• How big or small your company is: number of employees
  • For how long has your business existed: do you have years and years of archives?
  • The complexity of your business: number of systems, volume of personal data (both in terms of number of data entries, and the varieties of data)
  • Types of personal data: “normal”, sensitive and special category (like health data, data that is specifically regulated by the GDPR)
  • What you sell: are you a SaaS company/tech startup, building digital solutions/apps?
  • If you're only a controller, or also a data processor
  • Your marketing efforts: do you use pixels and tags on your website, email newsletters, freebies, sales webinars, affiliate programs?
  • Your global revenue (as GDPR fines are calculated based on this, regardless of whether you're making money, or not)
  • How structured you and your business processes already are (the more structure you have from before, the easier and quicker GDPR compliance will be)

As you can see, it's not easy to give you a good estimate, with so many influencing factors. ๐Ÿคฏ

How GDPR compliant do you want to be?

This is a huge question. Your answers from the last paragraph will largely determine how GDPR compliant you should/need to be.

Then you need to consider what level of compliance is enough, for you.

Here are some considerations:

  • Do you sell to consumers, or only to other businesses?
  • Do you have enterprise/corporate clients?
  • Do you have public sector clients?
  • How important/crucial is your business reputation and will it be damaged by a personal data breach? How severely?
  • What industry are you in? Do you process health data or the personal data of children?

Having enterprise or public sector clients will impact your GDPR efforts hugely.

Not only do they require (lots of!) thorough documentation, but you need to be able to discuss compliance, GDPR and security issues with legal and procurement teams.

Then, imagine you experience a personal data breach. How damaging can/will this be for your business/industry/among peers, if it made the front page of your local or national newspaper?

And if you're in the health and fitness industry, or if you process any personal data on children, the worse it gets (e.g. if your app is for logging health data or one that local schools use).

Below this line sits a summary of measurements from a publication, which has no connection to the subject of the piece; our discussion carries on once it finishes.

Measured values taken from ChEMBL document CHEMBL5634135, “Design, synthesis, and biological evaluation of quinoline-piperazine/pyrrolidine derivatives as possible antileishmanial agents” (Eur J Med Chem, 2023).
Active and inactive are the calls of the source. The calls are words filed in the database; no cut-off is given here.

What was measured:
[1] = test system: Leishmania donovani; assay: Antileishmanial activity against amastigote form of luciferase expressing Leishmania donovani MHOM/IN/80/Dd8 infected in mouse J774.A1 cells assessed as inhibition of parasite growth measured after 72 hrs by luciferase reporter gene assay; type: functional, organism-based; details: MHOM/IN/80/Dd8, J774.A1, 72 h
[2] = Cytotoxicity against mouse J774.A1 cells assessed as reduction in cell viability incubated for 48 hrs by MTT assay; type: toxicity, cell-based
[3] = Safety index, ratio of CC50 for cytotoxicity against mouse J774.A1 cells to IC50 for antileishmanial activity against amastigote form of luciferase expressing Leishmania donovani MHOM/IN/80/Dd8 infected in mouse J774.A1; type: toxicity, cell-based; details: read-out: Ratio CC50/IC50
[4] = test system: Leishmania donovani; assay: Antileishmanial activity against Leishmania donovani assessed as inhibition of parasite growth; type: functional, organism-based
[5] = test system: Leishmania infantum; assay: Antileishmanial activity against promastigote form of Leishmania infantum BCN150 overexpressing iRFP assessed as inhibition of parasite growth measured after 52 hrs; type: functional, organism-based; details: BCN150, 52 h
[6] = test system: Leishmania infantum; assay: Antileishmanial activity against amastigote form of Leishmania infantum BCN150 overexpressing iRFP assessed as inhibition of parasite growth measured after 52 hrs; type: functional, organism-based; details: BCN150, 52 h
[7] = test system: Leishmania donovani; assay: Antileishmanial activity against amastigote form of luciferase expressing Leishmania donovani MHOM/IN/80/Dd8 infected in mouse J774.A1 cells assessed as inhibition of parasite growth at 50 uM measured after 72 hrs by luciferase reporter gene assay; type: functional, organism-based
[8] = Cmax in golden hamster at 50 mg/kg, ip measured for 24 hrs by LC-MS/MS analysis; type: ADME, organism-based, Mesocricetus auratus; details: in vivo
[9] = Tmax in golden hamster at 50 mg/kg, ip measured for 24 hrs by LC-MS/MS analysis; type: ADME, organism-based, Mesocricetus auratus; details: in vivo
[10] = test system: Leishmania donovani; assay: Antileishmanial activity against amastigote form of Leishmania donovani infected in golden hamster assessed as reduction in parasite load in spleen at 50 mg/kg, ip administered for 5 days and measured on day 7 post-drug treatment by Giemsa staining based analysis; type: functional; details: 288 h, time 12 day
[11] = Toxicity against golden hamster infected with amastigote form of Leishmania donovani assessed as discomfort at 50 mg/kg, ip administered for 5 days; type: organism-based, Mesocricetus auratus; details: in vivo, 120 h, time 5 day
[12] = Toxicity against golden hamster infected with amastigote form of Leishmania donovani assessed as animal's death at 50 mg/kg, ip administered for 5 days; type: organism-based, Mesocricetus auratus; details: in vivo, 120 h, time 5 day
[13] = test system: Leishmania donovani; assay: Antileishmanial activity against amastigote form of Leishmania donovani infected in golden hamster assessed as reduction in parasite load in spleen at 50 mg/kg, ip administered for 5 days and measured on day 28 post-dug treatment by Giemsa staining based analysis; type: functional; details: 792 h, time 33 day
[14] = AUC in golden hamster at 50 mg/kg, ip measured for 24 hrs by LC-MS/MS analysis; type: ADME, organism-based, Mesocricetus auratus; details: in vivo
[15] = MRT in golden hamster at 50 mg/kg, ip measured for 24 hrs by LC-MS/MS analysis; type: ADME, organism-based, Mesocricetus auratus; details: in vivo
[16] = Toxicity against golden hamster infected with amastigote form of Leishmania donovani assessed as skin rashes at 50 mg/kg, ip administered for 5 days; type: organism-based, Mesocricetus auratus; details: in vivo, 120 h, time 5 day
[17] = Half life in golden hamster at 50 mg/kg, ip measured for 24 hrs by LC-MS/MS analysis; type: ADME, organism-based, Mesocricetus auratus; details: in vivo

๐Ÿ’ก Key take-away: Several factors influence your GDPR efforts and the number of hours you need to spend. Giving an accurate estimate is impossible.

GDPR hours estimation for a simple, micro business

As you probably understand by now, there are too many variables in play to give you a sound estimate.

And, if I were to give you all of them, you would spend more time reading this article, than just getting on with it. ๐Ÿ™„

So, the following estimate is to give you something to compare against, instead.

Benchmark:

  • One-person company in the EU
  • Traditional brick-and-mortar shop
  • Been in business for less than three years
  • Doesn't have paper files/archives
  • Uses 8 systems (email, calendar, website with contact form, booking, CRM, accounting, cloud storage, Facebook company page), with two of them in the US
  • Never used personal/private systems (email etc.) for business purposes (which is not only a breach of vendor terms, but also a GDPR breach)

The business owner decides to do all the work, without hiring help.

The mathematics (rough estimates):

  • Understanding the GDPR: 10-20 hours
  • Creating the personal data inventory and adding processes and systems: 2-3 hours
  • Checking where personal data is stored: 1-2 hours
  • Obtaining data processing agreements: 2-3 hours
  • Obtaining safeguards for the international transfer of personal data: 1-2 hours
  • Completing details on processing activities (type of data, purpose, legal grounds, recipients etc.): 2-4 hours
  • Doing a personal data risk assessment: 2-4 hours
  • Updating and implementing security measures: 1-3 hours
  • Writing internal policies and procedures: 5-15 hours
  • Writing and publishing the privacy policy: 4-8 hours
  • Ensuring a GDPR compliant website: 1 hour

In addition, you'll have to ensure your ongoing compliance. โœ…

For a micro company, this could take 10-20 hours a year, depending on the number of internal GDPR audits and data subject access requests (people who want to know what you do with their data).

And remember, this is for an uncomplicated, tiny business that hasn't developed an app, isn't a data processor, doesn't do email marketing or webinars, sell to enterprise clients, haven't got complicated data flows, use AWS or transfer lots of data to the US…

All these things will add to your GDPR work, and especially if you're doing it on your own.

3. This will impact your GDPR hours significantly

One aspect of the work will (could) impact the number of hours you spend on the GDPR (significantly), and how easy or difficult it will (could) be.

I say “could” as this is contingent on the quality of the help you get (which could be useless).

Below we’ll go through the 3 phases of your GDPR compliance.

Each phase is directly impacted by the following two factors:

1. Doing the work yourself (without help) = requires more of your time, but costs less (or nothing)

2. Getting someone to guide you (with help) = costs more money, but requires less of your time

If you opt for solution a) Without help, the number of hours depends in large on your personal interest in data protection laws and your general knowledge around compliance and security.

However, unless you’re a GDPR expert yourself, knowing exactly what to spend time on when doing your GDPR compliance, can be a huge time-waster.